Depicting networks (also known as graphs, and covered in chapters 7 and 8 of Visualizing Data) is a tricky subject, and too often leads to representations that are a tangled and complicated mess. Such diagrams are often referred to with terms like ball of yarn or string, a birds nest, cat hair or simply hairball.
It’s also common for a network diagram to be engaging and attractive for its complexity (usually aided and abetted by color), which tends to hide how poorly it conveys the meaning of the data it represents.
On the other hand, Tamara Munzner is someone in visualization who really “gets” graphs in greater depth. A couple years ago she gave an excellent Google Tech Talk (looks like it was originally from another conference in ’05), titled “15 Views of a Node Link Graph” (video, links, slides) where she discussed a range of methods for working viewing graph data, along with their pros and cons:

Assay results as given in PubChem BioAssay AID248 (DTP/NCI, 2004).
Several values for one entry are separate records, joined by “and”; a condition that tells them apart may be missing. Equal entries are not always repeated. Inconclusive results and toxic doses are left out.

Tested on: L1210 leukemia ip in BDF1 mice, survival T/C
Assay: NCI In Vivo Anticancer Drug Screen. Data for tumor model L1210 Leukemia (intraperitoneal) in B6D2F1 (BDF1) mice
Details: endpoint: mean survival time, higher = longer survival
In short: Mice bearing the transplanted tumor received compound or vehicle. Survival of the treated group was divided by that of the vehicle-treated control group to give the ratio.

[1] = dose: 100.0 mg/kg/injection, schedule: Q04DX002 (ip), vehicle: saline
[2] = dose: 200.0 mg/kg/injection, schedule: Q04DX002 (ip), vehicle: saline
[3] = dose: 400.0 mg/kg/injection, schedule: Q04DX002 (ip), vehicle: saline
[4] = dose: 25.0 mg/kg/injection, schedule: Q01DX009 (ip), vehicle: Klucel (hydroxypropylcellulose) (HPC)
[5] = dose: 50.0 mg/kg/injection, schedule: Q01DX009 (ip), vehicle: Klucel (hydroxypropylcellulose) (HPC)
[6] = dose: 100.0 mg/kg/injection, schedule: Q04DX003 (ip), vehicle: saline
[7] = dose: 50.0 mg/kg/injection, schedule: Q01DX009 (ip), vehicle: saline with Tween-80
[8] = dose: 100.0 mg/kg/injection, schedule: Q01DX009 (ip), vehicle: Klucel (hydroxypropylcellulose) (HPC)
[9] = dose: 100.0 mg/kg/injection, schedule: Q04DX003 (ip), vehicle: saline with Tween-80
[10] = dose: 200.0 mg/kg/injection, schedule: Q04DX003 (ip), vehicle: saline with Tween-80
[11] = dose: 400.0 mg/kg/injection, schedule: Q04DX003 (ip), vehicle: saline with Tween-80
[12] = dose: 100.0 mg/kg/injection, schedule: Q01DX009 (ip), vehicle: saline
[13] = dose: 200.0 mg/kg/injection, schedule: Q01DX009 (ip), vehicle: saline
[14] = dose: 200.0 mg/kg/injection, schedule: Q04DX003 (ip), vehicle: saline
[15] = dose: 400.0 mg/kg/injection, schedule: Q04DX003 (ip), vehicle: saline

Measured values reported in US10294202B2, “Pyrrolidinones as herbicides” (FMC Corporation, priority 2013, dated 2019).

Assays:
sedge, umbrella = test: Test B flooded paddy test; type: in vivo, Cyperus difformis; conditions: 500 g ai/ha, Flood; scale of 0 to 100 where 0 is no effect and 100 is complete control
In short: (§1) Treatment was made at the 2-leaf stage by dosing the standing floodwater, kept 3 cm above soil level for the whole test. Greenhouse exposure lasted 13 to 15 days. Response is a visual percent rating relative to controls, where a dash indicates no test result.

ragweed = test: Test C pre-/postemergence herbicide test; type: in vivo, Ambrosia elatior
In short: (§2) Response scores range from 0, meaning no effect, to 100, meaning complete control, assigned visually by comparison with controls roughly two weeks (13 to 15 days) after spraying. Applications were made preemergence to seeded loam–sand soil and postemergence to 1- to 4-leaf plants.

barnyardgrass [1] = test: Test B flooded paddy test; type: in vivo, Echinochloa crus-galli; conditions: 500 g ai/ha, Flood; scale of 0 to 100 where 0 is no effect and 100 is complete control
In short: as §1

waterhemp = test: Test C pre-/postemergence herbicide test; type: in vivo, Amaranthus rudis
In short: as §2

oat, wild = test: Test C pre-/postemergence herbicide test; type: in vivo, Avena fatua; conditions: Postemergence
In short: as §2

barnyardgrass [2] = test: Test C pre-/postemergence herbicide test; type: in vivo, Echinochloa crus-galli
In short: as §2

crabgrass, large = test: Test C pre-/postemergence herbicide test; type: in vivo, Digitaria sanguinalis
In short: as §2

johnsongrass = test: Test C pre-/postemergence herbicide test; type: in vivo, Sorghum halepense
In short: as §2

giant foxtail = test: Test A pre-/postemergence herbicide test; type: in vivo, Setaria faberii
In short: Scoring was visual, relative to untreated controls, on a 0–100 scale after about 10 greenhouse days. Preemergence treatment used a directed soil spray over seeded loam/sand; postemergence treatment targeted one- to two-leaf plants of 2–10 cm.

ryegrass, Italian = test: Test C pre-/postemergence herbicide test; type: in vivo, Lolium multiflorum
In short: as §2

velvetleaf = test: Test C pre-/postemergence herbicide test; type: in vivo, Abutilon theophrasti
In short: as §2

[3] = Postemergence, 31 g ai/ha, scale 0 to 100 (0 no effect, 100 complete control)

A cheat sheet of the 15 methods:
- Edge List
- Force-Directed Placement
- Animated Radial Layouts
- Cushion Treemaps
- Multilevel Call Matrices
- 2D Hyperbolic Trees
The presentation is an excellent survey of methods, and highly recommended for anyone getting started with graph and network data. It’s useful food for thought for the “how should I represent this data?” question.